How do you build a complex body plan starting from only a single cell, the fertilized egg? How did highly evolved animals, for example vertebrates such as ourselves, first arise? How does the misregulation of developmental regulatory pathways lead to diseases like cancer? These are fundamental questions that my laboratory addresses through our studies of a single vertebrate specific cell type, the neural crest.
Neural crest cells are multipotent stem cell-like embryonic precursor cells that migrate extensively and give rise to an amazingly diverse set of derivatives in vertebrate embryos including most of the peripheral nervous system, melanocytes, craniofacial bone and cartilage, and smooth muscle. This remarkable diversity makes the neural crest an exciting system in which to investigate the mechanisms which stem cells use to make decisions about their fate.
Work in my laboratory has addressed four central questions: 1) what directs the formation of this stem cell population and controls how longs it retains it stem cell properties? 2) what controls when these cells will begin migrating? 3) how are neural crest cells eventually instructed to form one specialized derivative cell type out of the range of possibilities open to them? and 4) How does the misregulation of neural crest regulatory factors contribute to tumor formation and metastasis?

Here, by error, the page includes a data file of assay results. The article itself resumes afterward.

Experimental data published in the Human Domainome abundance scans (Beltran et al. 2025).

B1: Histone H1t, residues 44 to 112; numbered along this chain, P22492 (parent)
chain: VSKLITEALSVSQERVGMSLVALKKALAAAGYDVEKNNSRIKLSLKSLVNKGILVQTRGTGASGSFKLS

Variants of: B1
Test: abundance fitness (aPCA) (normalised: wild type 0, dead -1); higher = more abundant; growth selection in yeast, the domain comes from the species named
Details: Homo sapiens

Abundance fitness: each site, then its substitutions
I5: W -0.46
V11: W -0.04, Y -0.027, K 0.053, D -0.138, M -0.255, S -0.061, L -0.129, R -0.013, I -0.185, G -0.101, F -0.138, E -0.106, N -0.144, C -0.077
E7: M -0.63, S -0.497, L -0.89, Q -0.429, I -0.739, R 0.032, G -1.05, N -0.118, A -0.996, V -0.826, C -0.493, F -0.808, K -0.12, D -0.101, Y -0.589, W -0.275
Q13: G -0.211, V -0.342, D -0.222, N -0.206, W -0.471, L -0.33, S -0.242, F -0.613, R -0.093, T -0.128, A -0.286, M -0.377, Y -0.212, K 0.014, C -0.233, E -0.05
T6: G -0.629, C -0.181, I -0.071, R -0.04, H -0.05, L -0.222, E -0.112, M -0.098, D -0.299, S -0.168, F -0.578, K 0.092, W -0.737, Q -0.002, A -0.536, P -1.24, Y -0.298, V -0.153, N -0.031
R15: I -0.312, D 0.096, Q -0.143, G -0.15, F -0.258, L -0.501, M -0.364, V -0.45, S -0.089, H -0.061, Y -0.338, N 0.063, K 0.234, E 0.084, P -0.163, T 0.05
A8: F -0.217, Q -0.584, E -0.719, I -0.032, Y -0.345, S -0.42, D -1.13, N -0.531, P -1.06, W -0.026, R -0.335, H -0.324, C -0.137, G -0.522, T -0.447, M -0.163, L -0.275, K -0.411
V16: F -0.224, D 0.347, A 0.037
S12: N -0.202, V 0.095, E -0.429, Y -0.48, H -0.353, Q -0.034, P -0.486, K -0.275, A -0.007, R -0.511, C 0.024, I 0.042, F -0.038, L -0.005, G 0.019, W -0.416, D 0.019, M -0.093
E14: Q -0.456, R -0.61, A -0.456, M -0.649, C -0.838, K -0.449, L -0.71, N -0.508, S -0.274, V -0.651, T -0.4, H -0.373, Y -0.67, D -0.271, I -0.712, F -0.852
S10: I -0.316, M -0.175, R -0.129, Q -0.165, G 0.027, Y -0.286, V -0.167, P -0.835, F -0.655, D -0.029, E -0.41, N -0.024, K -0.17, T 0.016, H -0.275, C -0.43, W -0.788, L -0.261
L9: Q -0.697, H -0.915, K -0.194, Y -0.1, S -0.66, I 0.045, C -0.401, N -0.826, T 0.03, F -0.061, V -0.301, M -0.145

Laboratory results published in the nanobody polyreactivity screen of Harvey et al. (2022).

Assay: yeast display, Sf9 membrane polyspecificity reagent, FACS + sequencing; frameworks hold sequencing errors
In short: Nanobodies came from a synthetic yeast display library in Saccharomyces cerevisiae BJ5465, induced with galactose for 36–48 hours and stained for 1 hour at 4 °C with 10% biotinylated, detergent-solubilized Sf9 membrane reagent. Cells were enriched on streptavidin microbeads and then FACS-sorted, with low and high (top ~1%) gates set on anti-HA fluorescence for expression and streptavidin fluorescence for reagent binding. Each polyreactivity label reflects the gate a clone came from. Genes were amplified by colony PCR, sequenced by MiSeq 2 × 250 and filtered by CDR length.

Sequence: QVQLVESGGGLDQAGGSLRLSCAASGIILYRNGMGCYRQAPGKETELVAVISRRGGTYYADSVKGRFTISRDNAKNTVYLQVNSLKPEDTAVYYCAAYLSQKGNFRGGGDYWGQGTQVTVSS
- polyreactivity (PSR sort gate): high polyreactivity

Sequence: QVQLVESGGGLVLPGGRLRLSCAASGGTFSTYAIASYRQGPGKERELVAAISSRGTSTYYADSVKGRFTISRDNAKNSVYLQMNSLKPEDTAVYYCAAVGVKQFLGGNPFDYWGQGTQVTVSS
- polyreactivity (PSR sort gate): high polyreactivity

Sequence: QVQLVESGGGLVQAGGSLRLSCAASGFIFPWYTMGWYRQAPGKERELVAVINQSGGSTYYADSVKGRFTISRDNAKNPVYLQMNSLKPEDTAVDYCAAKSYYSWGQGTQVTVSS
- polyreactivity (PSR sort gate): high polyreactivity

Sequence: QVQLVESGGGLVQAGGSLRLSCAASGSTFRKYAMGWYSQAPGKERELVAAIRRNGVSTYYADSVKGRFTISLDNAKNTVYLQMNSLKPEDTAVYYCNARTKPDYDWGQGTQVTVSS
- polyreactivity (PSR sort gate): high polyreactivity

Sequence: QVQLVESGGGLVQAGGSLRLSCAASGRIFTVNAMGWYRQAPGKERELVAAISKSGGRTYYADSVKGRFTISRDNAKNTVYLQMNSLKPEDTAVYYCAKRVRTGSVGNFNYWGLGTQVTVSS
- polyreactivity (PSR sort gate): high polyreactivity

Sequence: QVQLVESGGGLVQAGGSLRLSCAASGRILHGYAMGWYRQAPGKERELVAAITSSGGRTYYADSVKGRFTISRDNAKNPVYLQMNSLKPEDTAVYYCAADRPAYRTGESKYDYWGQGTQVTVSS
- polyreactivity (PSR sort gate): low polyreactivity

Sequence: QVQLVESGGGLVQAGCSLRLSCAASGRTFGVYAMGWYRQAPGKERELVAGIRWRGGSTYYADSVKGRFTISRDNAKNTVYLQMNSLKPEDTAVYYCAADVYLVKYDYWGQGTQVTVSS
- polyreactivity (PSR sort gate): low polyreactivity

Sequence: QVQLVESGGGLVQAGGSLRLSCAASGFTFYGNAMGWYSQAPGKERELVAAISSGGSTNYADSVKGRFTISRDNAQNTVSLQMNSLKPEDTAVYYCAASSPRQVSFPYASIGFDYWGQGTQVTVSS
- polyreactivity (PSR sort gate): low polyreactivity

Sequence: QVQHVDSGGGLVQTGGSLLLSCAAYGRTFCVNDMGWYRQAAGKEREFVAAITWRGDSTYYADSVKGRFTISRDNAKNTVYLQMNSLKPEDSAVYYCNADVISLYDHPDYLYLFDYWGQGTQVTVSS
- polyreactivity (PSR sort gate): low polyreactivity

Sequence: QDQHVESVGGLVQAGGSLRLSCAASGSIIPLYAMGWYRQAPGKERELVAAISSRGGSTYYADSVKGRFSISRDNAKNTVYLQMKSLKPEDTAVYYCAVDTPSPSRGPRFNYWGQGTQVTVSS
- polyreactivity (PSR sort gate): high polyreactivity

We address these questions by utilizing a number of cutting edge approaches including genomics, proteomics, and quantitative imaging. As part of the NSF-Simons Center for Quantitative Biology we are focusing on the temporal dynamics of cell fate decisions, and understanding these processes at single cell resolution.